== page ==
Booking.cancelleds  # => #<ActiveRecord::Relation:0x0.....> (WHERE status_cd = 2)
Booking.pendings    # => #<ActiveRecord::Relation:0x0.....> (WHERE status_cd = 3)

By setting pluralize_scopes: false will not generate pluralized versions of scopes e.g.

class Booking < ActiveRecord::Base
  as_enum :status, %i{active cancelled pending}, pluralize_scopes: false

would generate the following:     # => #<ActiveRecord::Relation:0x0.....> (WHERE status_cd = 1)
Booking.cancelled  # => #<ActiveRecord::Relation:0x0.....> (WHERE status_cd = 2)
Booking.pending    # => #<ActiveRecord::Relation:0x0.....> (WHERE status_cd = 3)

Wait, there's more!

  • Too tired of always adding the integer values? Try:
  class User < ActiveRecord::Base
    as_enum :status, %i{deleted active disabled}
    # translates to: { deleted: 0, active: 1, disabled: 2 }

Disclaimer: if you ever decide to reorder this array, beware that any previous mapping is lost. So it's recommended to create mappings (that might change) using hashes instead of arrays. For stuff like gender it might be probably perfectly fine to use arrays though.

  • You can store as string values instead of integer values if your database column has the type string or text:
  class User < ActiveRecord::Base
    as_enum :status, [:deleted, :active, :disabled], map: :string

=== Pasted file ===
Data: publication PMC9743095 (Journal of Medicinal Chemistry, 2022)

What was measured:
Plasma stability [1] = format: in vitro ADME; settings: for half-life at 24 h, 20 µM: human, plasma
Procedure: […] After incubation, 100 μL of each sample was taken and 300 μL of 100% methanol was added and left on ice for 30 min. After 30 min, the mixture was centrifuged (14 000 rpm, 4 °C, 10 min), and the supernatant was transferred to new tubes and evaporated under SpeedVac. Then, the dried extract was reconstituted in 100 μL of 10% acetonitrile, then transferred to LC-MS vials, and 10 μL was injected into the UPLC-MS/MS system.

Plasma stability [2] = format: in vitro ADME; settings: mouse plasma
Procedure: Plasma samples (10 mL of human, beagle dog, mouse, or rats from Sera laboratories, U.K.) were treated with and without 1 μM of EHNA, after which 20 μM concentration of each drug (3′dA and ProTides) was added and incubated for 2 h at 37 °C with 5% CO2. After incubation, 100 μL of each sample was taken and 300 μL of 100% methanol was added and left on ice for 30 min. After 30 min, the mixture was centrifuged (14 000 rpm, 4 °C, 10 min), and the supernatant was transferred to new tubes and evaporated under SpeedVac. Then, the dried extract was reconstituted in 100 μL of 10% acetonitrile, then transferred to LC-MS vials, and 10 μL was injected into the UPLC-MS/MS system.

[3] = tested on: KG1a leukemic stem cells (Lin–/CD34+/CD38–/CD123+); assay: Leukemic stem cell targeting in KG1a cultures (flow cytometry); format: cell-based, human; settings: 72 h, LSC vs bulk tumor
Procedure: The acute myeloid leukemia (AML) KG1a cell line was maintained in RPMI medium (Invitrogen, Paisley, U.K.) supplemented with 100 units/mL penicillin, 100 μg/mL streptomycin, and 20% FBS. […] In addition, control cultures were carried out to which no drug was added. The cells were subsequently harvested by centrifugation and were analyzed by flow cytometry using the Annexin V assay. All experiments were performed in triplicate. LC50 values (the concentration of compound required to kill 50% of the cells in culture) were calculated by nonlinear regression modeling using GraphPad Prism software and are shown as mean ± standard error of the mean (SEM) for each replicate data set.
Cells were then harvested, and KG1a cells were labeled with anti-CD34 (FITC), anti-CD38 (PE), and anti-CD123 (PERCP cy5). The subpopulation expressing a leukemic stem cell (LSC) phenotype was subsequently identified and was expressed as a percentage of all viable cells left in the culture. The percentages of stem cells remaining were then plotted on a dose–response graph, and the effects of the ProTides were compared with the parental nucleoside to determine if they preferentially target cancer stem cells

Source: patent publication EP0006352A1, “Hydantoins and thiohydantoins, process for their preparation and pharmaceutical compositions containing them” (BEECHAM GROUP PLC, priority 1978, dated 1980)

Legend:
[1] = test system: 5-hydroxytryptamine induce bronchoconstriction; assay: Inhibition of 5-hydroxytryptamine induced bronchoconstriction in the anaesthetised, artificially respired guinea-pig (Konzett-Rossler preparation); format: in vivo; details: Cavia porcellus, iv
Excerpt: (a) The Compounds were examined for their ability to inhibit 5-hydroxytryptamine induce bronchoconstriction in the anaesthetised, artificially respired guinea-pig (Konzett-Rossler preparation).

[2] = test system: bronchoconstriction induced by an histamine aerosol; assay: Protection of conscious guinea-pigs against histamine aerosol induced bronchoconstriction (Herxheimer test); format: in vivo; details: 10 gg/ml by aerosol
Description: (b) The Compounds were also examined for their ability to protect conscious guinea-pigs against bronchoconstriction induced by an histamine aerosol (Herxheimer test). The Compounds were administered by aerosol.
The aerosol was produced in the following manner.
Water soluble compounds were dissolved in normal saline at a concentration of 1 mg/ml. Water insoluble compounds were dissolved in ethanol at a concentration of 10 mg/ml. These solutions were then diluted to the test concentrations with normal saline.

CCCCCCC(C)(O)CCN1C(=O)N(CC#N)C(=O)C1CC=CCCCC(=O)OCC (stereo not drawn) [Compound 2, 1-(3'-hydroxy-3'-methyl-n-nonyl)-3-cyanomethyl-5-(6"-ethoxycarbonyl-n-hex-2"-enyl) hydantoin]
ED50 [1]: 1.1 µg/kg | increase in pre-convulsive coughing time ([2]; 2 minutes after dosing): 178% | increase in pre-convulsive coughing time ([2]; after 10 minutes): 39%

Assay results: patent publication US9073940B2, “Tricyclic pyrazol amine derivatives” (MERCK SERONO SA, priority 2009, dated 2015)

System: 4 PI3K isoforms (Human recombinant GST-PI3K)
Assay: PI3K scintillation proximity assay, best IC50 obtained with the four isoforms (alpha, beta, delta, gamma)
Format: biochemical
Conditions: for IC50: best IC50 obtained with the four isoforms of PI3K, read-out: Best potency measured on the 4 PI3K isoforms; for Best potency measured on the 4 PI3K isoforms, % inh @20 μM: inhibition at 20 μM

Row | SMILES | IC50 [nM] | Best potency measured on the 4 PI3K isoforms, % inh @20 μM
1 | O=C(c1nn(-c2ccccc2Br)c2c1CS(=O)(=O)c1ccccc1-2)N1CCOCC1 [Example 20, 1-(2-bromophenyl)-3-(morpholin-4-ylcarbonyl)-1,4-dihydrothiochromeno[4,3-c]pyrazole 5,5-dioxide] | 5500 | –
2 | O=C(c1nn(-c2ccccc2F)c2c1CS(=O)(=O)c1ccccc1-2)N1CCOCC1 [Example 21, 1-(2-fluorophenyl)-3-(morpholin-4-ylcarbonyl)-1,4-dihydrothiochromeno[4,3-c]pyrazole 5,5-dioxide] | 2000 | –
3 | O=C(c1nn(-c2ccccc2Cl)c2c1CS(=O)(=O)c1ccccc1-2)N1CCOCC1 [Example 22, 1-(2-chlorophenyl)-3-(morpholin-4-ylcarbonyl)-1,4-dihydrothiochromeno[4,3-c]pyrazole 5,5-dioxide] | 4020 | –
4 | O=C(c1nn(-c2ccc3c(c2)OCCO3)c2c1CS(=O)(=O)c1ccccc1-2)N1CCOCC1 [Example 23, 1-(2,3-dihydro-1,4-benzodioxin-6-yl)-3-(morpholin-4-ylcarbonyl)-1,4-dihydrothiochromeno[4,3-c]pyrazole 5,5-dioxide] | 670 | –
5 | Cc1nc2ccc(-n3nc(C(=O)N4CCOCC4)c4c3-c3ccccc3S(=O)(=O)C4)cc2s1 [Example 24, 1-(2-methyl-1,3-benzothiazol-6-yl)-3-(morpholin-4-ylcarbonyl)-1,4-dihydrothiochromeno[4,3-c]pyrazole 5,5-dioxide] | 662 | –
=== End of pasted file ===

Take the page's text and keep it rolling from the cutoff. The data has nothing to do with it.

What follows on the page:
User.create!(status: :active) #=> #<User id: 1, status_cd: "active">
  • Want to use SimpleEnum in an ActiveModel, or other class, just add:
  class MyModel
    extend SimpleEnum::Attribute
    attr_accessor :gender_cd
    as_enum :gender, [:male, :female]
  • Maybe you've columns named differently than the proposed {column}_cd naming scheme, feel free to use any column name by providing an option:
  class User < ActiveRecord::Base
    as_enum :gender, [:male, :female], source: :sex

Starting with 2.0 it's possible to use the same source name as column name.

  • By default ActiveRecord dirty methods are generated:
  user = User.male.first
  user.gender = :female
  # => :male
  • Need to provide custom options for the mongoid field, or skip the automatically generated field?
  # skip field generation
  field :gender_cd # <- create field manually (!)
  as_enum :gender, [:male, :female], field: false

  # custom field options (directly passed to Mongoid::Document#field)
  as_enum :gender, [:male, :female], field: { :type => Integer, :default => 1 }
  • To validate enum values simply make use of a validates :gender, presence: true validation. If an invalid value is assigned, the gender is set to nil by default.
  • If the shortcut methods (like female?, female! or User.male) conflict with something in your class, it's possible to define a prefix: ```ruby class User < ActiveRecord::Base as_enum :gender, %wfemale, prefix: true end